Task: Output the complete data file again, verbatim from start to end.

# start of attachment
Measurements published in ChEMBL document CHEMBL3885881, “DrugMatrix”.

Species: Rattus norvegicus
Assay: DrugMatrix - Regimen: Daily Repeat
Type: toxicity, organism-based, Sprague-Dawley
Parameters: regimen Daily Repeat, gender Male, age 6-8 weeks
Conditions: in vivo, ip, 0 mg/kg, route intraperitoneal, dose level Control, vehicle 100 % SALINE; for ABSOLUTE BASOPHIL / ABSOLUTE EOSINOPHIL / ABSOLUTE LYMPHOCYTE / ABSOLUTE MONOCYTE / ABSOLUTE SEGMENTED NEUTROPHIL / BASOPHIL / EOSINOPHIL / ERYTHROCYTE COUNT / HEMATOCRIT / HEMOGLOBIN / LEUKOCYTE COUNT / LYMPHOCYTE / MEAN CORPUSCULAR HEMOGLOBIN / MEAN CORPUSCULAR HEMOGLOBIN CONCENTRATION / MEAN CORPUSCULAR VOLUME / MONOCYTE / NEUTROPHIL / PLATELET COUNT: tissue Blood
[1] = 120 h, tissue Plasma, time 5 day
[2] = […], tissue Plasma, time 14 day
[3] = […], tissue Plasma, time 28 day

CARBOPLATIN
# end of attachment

Measurements published in ChEMBL document CHEMBL3885881, “DrugMatrix”.

Species: Rattus norvegicus
Assay: DrugMatrix - Regimen: Daily Repeat
Type: toxicity, organism-based, Sprague-Dawley
Parameters: regimen Daily Repeat, gender Male, age 6-8 weeks
Conditions: in vivo, ip, 0 mg/kg, route intraperitoneal, dose level Control, vehicle 100 % SALINE; for ABSOLUTE BASOPHIL / ABSOLUTE EOSINOPHIL / ABSOLUTE LYMPHOCYTE / ABSOLUTE MONOCYTE / ABSOLUTE SEGMENTED NEUTROPHIL / BASOPHIL / EOSINOPHIL / ERYTHROCYTE COUNT / HEMATOCRIT / HEMOGLOBIN / LEUKOCYTE COUNT / LYMPHOCYTE / MEAN CORPUSCULAR HEMOGLOBIN / MEAN CORPUSCULAR HEMOGLOBIN CONCENTRATION / MEAN CORPUSCULAR VOLUME / MONOCYTE / NEUTROPHIL / PLATELET COUNT: tissue Blood
[1] = 120 h, tissue Plasma, time 5 day
[2] = […], tissue Plasma, time 14 day
[3] = […], tissue Plasma, time 28 day

CARBOPLATIN